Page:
Modulo $p$ representations of reductive $p$-adic groups: functorial properties

Marie-France Vignéras
Institut de Mathématiques de Jussieu
November 30, 2016
Let $F$ be a local field with finite residue characteristic $p$, let $C$ be an algebraically closed field of characteristic $p$, and let $\mathbf G$ be a connected reductive $F$-group. With Abe, Henniart, Herzig, we classified irreducible admissible $C$-representations of $G=\mathbf G(F)$ in terms of supercuspidal representations of Levi subgroups of $G$. For a parabolic subgroup $P$ of $G$ with Levi subgroup $M$ and an irreducible admissible $C$-representation $\tau$ of $M$, we determine the lattice of subrepresentations of $\mathrm{Ind}_P^G \tau$.

Noncommutative geometry, smoothness, and Fukaya categories

Sheel Ganatra
Member, School of Mathematics
November 30, 2016
Noncommutative geometry, as advocated by Konstevich, proposes to replace the study of (commutative) varieties by the study of their (noncommutative) dg/A-infinity categories of perfect complexes. Conveniently, these techniques can then also be applied to Fukaya categories. In this mini-course, we will review some basic properties and structures in noncommutative geometry, with an emphasis on the notion of "smoothness" of a category and its appearance in topology and both sides of homological mirror symmetry.

$C^0$ Hamiltonian dynamics and a counterexample to the Arnold conjecture

Sobhan Seyfaddini
Member, School of Mathematics
November 29, 2016
After introducing Hamiltonian homeomorphisms and recalling some of their properties, I will focus on fixed point theory for this class of homeomorphisms. The main goal of this talk is to present the outlines of a $C^0$ counterexample to the Arnold conjecture in dimensions four and higher. This is joint work with Lev Buhovsky and Vincent Humiliere.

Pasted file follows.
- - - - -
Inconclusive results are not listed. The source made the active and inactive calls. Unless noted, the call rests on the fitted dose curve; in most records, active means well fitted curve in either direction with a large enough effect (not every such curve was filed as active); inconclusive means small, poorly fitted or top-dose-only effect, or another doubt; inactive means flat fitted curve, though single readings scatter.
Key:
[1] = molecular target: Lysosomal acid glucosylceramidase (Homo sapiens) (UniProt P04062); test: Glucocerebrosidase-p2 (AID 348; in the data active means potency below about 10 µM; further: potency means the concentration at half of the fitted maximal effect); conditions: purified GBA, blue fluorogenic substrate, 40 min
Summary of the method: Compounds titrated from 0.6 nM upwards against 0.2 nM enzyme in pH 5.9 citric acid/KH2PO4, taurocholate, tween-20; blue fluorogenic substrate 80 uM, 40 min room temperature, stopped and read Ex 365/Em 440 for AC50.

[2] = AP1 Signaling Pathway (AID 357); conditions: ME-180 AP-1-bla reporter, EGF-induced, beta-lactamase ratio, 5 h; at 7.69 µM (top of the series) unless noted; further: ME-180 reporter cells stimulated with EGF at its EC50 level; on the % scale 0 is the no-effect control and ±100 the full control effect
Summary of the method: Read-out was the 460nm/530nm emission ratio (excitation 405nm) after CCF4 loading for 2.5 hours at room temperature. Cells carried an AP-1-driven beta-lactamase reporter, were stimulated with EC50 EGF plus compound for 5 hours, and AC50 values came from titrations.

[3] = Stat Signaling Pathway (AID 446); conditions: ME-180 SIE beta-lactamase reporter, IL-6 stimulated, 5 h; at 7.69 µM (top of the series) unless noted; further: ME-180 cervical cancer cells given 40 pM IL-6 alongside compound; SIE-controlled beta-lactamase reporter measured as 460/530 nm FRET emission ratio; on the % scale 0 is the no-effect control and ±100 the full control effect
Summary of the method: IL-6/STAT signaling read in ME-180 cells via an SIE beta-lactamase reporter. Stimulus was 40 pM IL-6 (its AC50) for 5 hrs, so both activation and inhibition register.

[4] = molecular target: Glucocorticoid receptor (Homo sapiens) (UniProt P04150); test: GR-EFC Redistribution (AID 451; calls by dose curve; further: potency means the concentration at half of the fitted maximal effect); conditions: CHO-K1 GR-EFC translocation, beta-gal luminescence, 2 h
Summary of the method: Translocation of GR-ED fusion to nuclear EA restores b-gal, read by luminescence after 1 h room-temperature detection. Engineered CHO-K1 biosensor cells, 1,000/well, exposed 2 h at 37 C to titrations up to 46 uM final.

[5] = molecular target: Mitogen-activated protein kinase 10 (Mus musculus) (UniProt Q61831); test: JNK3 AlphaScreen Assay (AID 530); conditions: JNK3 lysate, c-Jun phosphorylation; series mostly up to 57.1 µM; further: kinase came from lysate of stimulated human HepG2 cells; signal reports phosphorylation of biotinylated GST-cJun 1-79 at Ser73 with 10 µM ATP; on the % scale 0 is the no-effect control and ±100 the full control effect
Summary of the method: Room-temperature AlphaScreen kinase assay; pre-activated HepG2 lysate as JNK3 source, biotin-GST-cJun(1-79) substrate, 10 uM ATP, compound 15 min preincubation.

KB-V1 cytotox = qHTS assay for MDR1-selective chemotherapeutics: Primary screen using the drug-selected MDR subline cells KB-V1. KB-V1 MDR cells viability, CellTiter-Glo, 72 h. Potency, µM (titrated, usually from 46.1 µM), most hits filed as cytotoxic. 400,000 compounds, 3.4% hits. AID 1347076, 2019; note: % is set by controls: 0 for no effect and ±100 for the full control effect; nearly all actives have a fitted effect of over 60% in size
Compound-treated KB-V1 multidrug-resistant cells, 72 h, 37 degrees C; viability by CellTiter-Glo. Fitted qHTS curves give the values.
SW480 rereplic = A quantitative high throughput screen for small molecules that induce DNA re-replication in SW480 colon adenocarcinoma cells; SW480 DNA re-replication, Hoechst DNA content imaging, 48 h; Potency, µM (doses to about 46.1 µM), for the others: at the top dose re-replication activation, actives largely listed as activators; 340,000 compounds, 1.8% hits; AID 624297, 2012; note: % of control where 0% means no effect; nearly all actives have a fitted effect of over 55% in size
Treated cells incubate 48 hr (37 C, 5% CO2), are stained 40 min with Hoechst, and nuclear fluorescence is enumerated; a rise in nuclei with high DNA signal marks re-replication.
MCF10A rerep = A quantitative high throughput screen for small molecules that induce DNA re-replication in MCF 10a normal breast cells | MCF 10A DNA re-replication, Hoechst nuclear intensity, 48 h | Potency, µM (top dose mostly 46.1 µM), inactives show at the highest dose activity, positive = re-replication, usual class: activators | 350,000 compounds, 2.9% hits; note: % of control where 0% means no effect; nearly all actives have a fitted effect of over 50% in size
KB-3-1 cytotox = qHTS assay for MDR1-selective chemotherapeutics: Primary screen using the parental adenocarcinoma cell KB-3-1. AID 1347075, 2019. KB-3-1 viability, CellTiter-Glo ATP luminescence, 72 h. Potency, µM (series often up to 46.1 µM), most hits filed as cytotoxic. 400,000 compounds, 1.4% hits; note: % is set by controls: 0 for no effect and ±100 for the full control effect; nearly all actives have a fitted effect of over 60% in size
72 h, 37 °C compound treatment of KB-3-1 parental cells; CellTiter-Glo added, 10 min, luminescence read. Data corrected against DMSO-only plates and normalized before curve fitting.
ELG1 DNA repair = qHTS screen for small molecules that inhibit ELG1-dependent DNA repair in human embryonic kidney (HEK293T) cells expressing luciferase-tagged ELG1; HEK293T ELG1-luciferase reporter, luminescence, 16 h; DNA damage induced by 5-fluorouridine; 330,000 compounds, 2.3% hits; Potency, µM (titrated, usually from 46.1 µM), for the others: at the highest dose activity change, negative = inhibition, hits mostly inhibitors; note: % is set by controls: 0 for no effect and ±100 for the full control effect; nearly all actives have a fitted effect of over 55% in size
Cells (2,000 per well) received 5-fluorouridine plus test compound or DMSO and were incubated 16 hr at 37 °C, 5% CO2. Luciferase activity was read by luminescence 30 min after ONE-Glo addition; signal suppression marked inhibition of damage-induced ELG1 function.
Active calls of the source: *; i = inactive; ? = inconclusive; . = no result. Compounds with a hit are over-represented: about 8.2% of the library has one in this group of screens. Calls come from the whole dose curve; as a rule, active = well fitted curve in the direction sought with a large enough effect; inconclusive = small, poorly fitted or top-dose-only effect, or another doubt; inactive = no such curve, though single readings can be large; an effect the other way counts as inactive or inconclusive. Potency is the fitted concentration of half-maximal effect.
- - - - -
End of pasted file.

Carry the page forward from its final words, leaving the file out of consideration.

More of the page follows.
Asymptotic representation theory over $\mathbb Z$

Thomas Church
Stanford University; Member, School of Mathematics
November 28, 2016
Representation theory over $\mathbb Z$ is famously intractable, but "representation stability" provides a way to get around these difficulties, at least asymptotically, by enlarging our groups until they behave more like commutative rings. Moreover, it turns out that important questions in topology/number theory/representation theory/... correspond to asking whether familiar algebraic properties hold for these "rings".

Stochastic block models and probabilistic reductions

Emmanuel Abbe
Princeton University
November 28, 2016
The stochastic block model (SBM) is a random graph model with planted clusters. It has been popular to model unsupervised learning problems, inhomogeneous random graphs and to study statistical versus computational tradeoffs. This talk overviews the recent developments that establish the thresholds for SBMs, the algorithms that achieve the thresholds, and the techniques (genie reduction, graph splitting, nonbacktracking propagation) that are likely to apply beyond SBMs.